What is the challenge?

  • Deaths in England and Wales are expected to rise by 17 per cent from 2012 to 2030, so demand for end of life care is forecast to grow.
  • In Staffordshire and Stoke-on-Trent the proportion of people aged sixty five and over (19 percent) is higher than the national average (17 per cent) and is set to widen as the overall population increases.
  • People are not always offered a choice when it comes to their preferences at the end of their life.
  • People coming to the end of their lives are not being identified and placed on the palliative care register.

People coming to the end of their lives are not being identified and placed on the palliative care register. This means that their care is not co-ordinated and end of life choices are not being acknowledged and provided where possible.

  • This means that their care is not co-ordinated and end of life choices are not being acknowledged and provided where possible.
  • There is a lack of connection between services, resulting in disjointed care and patients feeling ‘lost’ in the system.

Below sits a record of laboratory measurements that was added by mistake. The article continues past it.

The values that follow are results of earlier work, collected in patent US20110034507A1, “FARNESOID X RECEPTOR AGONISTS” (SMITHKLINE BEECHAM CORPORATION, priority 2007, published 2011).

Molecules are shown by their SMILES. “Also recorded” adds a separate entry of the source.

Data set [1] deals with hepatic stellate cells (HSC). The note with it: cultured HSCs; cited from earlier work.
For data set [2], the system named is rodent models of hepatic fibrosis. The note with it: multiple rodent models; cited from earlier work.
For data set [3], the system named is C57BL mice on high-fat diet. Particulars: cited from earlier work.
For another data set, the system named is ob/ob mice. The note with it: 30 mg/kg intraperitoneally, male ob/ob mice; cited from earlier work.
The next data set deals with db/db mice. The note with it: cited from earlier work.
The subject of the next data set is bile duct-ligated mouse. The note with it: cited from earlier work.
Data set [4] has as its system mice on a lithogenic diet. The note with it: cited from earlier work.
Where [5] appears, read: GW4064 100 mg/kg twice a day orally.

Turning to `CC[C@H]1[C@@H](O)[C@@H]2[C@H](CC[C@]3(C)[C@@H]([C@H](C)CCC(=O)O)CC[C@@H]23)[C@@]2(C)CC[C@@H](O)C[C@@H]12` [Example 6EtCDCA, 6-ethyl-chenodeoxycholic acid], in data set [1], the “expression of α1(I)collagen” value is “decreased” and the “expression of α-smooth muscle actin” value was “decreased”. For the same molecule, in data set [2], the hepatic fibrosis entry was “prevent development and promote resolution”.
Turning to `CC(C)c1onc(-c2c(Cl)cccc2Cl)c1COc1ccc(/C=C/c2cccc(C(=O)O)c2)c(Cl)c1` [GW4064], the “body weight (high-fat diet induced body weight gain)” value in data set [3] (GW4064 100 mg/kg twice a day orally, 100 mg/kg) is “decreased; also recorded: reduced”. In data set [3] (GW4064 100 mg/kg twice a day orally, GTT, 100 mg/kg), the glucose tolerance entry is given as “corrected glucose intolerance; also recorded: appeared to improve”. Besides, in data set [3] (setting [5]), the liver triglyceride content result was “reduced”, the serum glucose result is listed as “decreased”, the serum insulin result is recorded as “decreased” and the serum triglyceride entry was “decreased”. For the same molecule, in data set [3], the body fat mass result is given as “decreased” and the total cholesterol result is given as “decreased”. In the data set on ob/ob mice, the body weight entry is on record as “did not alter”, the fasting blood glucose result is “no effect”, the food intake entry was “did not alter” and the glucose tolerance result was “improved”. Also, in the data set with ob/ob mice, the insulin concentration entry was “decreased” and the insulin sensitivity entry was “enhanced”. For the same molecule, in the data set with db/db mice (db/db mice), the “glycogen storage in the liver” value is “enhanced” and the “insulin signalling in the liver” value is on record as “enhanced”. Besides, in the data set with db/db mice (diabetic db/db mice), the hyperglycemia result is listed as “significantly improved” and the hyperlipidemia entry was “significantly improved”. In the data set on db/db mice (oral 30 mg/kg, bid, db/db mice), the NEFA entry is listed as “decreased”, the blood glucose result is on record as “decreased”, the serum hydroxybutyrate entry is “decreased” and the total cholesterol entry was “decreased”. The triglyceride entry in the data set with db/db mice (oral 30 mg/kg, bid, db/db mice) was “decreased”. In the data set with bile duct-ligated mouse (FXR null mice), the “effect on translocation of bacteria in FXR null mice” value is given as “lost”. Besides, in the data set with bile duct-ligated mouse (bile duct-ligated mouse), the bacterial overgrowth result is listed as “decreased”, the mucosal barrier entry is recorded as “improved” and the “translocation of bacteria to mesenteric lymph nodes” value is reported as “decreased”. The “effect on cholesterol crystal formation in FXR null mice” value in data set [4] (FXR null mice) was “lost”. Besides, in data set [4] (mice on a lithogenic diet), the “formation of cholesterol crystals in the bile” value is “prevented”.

• End of life care is provided through many contracts across the region, meaning that care differs across the region.
  • The overall NHS budget is tight.

What’s the solution?

Appoint a lead organisation to co-ordinate a more seamless end of life care pathway.

This will:

  • Create a system where no one feels lost.
  • Re-establish choice in end of life care services.
  • Mean that people will receive the best treatment, regardless of where they live in the area.
  • Improve patient experience.
  • Accommodate for growing demand on services.
  • Make more efficient use of a tight budget.



In 2011-12 only 52.7% of local people died in their preferred place.

Our mission is to improve patients’ experience of cancer and end of life care services by coordinating each step of the patient journey.